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Issue: KEYWORD-ARGUMENT-NAME-PACKAGE (Version 3)
- To: CL-Cleanup@SAIL.STANFORD.EDU
- Subject: Issue: KEYWORD-ARGUMENT-NAME-PACKAGE (Version 3)
- From: David A. Moon <Moon@STONY-BROOK.SCRC.Symbolics.COM>
- Date: Tue, 12 May 87 14:56 EDT
- In-reply-to: <FAHLMAN.12301789389.BABYL@C.CS.CMU.EDU>
Date: Tue, 12 May 1987 10:27 EDT
From: "Scott E. Fahlman" <Fahlman@C.CS.CMU.EDU>
The rationale is now sufficient, and I support
KEYWORD-ARGUMENT-NAME-PACKAGE:ANY in general.
To prevent confusion, thr proposal should address the lambda-list syntax
explicitly. In order to write the next paragraph without going
insane, I will use the term "keyword-symbol" for a symbol whose home is
the keyword package, and "keyword-indicator" for the thing (which may or
may not be a keyword-symbol) that appears in a function call to
specify a not-by-position argument.
I was using "non-positional-argument-name" where you used "keyword-indicator".
We have to do something about the terminology. I like "argument name" a little
better than "keyword indicator", although the former has the problem that people
might confuse it with "parameter name", since experience has shown that it's
virtually impossible for anyone to remember which are the arguments and which
are the parameters.
If, following an &key, a variable appears alone and not as part of a
(keyword-indicator variable) pair, the behavior specified in CLtL is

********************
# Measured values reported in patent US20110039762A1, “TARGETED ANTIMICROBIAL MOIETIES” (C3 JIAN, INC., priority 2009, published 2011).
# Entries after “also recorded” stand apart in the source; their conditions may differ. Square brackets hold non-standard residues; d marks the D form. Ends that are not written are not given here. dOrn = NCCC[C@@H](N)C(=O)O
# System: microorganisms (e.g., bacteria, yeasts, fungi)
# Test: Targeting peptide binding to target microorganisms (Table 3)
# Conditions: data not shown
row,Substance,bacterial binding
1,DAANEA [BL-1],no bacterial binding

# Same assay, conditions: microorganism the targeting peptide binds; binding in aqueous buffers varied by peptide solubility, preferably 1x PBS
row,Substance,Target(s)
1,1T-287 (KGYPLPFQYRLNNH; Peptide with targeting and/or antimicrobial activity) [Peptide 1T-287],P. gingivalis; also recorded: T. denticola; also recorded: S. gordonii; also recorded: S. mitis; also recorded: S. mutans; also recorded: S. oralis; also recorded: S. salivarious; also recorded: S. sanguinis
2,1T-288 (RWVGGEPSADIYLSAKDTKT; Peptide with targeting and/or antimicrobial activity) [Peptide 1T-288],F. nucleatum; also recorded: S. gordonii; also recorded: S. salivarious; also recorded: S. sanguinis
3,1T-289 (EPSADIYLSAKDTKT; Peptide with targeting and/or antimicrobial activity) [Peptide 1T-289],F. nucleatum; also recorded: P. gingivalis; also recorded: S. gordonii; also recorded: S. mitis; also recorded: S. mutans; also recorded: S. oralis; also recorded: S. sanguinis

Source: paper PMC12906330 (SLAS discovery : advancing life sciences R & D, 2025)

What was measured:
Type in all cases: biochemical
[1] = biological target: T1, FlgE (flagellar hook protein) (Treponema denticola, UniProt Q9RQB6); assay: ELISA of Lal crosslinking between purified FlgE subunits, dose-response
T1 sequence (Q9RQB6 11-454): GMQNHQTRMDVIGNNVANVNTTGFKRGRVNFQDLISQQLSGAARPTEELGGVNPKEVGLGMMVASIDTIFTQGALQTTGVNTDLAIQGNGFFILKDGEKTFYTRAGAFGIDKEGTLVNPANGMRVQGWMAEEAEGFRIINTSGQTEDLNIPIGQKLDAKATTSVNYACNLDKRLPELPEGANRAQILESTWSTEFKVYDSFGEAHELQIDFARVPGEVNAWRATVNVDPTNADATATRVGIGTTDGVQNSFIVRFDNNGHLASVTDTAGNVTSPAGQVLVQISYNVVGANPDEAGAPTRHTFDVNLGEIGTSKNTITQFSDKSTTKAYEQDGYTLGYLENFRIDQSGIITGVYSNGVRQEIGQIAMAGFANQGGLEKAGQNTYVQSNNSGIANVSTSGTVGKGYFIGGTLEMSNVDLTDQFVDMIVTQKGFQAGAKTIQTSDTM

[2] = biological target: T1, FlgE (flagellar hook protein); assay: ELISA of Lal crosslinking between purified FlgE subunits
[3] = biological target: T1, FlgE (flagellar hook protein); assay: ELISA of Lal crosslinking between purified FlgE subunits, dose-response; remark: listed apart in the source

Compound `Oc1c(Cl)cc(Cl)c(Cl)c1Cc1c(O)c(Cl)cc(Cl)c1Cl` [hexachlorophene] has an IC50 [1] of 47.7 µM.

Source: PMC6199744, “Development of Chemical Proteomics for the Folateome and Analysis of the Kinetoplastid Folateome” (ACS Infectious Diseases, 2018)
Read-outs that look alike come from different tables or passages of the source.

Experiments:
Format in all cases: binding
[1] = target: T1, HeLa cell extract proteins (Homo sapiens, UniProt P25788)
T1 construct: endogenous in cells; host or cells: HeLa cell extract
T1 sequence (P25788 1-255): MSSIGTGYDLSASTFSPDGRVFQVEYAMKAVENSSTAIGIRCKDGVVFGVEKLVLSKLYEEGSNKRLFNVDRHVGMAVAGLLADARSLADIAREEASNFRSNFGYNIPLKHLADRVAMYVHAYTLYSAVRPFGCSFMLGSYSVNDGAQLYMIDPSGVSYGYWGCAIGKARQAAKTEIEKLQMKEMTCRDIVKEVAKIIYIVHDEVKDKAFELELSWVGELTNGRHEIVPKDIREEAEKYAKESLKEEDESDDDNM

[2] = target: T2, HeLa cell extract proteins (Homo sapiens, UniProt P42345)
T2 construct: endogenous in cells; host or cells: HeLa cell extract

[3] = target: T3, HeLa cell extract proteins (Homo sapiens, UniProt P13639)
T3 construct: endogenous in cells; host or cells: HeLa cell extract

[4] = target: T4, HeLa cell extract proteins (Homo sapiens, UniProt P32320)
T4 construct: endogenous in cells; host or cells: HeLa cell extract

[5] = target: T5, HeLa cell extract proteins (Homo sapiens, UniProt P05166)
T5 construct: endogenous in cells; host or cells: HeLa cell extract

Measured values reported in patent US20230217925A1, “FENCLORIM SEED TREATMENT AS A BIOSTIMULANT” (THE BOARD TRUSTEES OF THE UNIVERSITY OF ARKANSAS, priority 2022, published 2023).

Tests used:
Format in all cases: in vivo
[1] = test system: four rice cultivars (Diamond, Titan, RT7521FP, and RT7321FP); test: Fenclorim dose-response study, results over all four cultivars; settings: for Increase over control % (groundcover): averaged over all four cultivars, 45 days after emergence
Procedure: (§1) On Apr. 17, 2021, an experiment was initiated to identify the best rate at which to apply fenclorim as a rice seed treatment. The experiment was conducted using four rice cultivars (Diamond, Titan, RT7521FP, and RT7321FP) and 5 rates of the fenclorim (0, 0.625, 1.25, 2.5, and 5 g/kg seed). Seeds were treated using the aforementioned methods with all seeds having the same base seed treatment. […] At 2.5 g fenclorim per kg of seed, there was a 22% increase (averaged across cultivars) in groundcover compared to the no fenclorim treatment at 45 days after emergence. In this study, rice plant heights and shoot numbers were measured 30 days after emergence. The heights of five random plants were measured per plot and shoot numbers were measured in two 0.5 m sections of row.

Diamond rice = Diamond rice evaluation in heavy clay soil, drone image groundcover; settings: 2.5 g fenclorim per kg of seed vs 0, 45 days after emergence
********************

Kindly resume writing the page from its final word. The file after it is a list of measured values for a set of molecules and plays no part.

unchanged: a keyword-symbol with the same print name as the variable is
created and is used as the keyword-indicator in function calls. The
only way to get a keyword-indicator that is not a keyword-symbol is to
use the (keyword-indicator variable) syntax in the function's lambda
list. Note that the variable must not be a constant, but that the
keyword-indicator may be.
I agree with this, except that the syntax actually has two parentheses,
i.e. ((keyword-indicator variable)), to distinguish it from (variable default).
Obviously, if we had anticpated this change, we should have called
keyword arguments something else, but it is too late now.
We can take "lambda-list-keywords", which aren't "keyword-symbols" either,
as a precedent.
One last comment: if it were up to me, I would exclude NIL as a legal
keyword-indicator. Nobody would ever want to use this -- it doesn't
help at all in solving the kinds of encapsulation problems discussed in
the rationale -- and allowing this is particularly likely to mask errors
made by the user. If it screws some current implementations, that's
another (weak) reason to disallow this. I don't want to fight about
this, but if NIL is allowed, I might fix our compiler to warn
about this as being "technically correct but probably a bug".
I don't care about NIL being allowed or disallowed. As a language
designer, it seems like a weird restriction to disallow it, even though
there is no earthly reason to use it. As a commercial vendor, I won't
complain if we don't have to fix the bug that we currently disallow it.
I'll defer to anyone who has a strong opinion about this.